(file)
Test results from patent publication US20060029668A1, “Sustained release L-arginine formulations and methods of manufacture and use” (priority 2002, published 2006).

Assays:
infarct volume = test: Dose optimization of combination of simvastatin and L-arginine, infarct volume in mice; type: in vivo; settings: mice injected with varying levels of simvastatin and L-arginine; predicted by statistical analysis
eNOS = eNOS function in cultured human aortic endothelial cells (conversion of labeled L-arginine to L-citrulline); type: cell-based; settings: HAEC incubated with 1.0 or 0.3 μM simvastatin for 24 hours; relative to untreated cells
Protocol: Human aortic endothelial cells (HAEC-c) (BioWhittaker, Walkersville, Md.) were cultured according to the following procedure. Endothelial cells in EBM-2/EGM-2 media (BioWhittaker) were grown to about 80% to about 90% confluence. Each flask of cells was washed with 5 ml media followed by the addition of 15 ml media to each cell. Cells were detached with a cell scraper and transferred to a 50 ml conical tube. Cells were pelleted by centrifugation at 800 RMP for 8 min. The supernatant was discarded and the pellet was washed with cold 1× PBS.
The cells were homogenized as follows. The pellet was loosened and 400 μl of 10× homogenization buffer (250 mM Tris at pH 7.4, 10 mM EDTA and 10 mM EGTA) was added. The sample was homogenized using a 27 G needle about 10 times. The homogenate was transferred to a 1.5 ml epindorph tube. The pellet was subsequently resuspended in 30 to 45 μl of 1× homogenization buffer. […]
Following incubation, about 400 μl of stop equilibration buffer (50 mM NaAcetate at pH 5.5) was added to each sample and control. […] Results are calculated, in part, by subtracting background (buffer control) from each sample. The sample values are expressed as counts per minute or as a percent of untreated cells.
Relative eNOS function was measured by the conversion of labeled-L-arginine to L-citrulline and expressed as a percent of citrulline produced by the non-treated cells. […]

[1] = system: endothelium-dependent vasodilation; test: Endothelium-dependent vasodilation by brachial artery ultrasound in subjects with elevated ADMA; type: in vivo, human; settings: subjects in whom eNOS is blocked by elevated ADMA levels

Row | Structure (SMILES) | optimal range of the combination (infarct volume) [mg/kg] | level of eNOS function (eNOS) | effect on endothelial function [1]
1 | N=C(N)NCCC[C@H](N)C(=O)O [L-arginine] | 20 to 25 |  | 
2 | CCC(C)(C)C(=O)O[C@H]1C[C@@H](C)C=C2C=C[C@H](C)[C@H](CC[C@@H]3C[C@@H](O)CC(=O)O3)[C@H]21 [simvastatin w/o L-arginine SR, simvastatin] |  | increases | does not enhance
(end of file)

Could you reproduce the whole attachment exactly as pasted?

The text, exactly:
Test results from patent publication US20060029668A1, “Sustained release L-arginine formulations and methods of manufacture and use” (priority 2002, published 2006).

Assays:
infarct volume = test: Dose optimization of combination of simvastatin and L-arginine, infarct volume in mice; type: in vivo; settings: mice injected with varying levels of simvastatin and L-arginine; predicted by statistical analysis
eNOS = eNOS function in cultured human aortic endothelial cells (conversion of labeled L-arginine to L-citrulline); type: cell-based; settings: HAEC incubated with 1.0 or 0.3 μM simvastatin for 24 hours; relative to untreated cells
Protocol: Human aortic endothelial cells (HAEC-c) (BioWhittaker, Walkersville, Md.) were cultured according to the following procedure. Endothelial cells in EBM-2/EGM-2 media (BioWhittaker) were grown to about 80% to about 90% confluence. Each flask of cells was washed with 5 ml media followed by the addition of 15 ml media to each cell. Cells were detached with a cell scraper and transferred to a 50 ml conical tube. Cells were pelleted by centrifugation at 800 RMP for 8 min. The supernatant was discarded and the pellet was washed with cold 1× PBS.
The cells were homogenized as follows. The pellet was loosened and 400 μl of 10× homogenization buffer (250 mM Tris at pH 7.4, 10 mM EDTA and 10 mM EGTA) was added. The sample was homogenized using a 27 G needle about 10 times. The homogenate was transferred to a 1.5 ml epindorph tube. The pellet was subsequently resuspended in 30 to 45 μl of 1× homogenization buffer. […]
Following incubation, about 400 μl of stop equilibration buffer (50 mM NaAcetate at pH 5.5) was added to each sample and control. […] Results are calculated, in part, by subtracting background (buffer control) from each sample. The sample values are expressed as counts per minute or as a percent of untreated cells.
Relative eNOS function was measured by the conversion of labeled-L-arginine to L-citrulline and expressed as a percent of citrulline produced by the non-treated cells. […]

[1] = system: endothelium-dependent vasodilation; test: Endothelium-dependent vasodilation by brachial artery ultrasound in subjects with elevated ADMA; type: in vivo, human; settings: subjects in whom eNOS is blocked by elevated ADMA levels

Row | Structure (SMILES) | optimal range of the combination (infarct volume) [mg/kg] | level of eNOS function (eNOS) | effect on endothelial function [1]
1 | N=C(N)NCCC[C@H](N)C(=O)O [L-arginine] | 20 to 25 |  | 
2 | CCC(C)(C)C(=O)O[C@H]1C[C@@H](C)C=C2C=C[C@H](C)[C@H](CC[C@@H]3C[C@@H](O)CC(=O)O3)[C@H]21 [simvastatin w/o L-arginine SR, simvastatin] |  | increases | does not enhance